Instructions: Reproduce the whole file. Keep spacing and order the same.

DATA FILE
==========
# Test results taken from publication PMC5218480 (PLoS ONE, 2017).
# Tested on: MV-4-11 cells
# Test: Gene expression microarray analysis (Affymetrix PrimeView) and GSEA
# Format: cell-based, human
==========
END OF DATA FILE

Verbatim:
# Test results taken from publication PMC5218480 (PLoS ONE, 2017).
# Tested on: MV-4-11 cells
# Test: Gene expression microarray analysis (Affymetrix PrimeView) and GSEA
# Format: cell-based, human